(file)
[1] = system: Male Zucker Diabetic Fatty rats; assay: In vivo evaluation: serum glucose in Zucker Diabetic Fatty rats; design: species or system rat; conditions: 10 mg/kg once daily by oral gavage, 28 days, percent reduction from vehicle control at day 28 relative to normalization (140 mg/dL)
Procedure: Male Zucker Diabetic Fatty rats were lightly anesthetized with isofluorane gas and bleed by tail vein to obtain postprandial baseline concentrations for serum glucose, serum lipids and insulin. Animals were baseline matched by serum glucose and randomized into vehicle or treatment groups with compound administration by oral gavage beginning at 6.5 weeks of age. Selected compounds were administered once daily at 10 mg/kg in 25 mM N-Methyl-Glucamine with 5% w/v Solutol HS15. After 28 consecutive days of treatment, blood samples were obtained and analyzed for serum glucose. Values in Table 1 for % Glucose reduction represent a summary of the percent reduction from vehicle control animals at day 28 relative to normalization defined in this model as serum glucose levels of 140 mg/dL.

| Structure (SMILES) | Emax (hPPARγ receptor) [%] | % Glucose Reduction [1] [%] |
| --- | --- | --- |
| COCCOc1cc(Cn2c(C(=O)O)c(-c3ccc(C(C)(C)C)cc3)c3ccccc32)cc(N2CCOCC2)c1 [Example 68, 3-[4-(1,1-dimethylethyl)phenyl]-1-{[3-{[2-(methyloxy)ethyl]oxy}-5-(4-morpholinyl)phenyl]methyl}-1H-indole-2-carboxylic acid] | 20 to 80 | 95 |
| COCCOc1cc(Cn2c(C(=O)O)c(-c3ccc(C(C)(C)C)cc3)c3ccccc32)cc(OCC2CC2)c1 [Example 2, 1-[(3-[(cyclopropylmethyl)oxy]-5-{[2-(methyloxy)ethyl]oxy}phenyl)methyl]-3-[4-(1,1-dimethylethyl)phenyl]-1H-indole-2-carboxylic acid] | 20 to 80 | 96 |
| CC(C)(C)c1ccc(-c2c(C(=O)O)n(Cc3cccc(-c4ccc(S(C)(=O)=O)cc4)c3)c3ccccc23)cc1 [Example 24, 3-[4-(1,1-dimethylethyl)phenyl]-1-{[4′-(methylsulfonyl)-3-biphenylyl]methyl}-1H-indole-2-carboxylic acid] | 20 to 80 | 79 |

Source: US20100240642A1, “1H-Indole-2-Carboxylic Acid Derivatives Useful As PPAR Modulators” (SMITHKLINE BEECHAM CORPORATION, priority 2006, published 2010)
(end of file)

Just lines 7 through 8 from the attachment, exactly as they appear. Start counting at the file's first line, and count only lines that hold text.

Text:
| CC(C)(C)c1ccc(-c2c(C(=O)O)n(Cc3cccc(-c4ccc(S(C)(=O)=O)cc4)c3)c3ccccc23)cc1 [Example 24, 3-[4-(1,1-dimethylethyl)phenyl]-1-{[4′-(methylsulfonyl)-3-biphenylyl]methyl}-1H-indole-2-carboxylic acid] | 20 to 80 | 79 |

Source: US20100240642A1, “1H-Indole-2-Carboxylic Acid Derivatives Useful As PPAR Modulators” (SMITHKLINE BEECHAM CORPORATION, priority 2006, published 2010)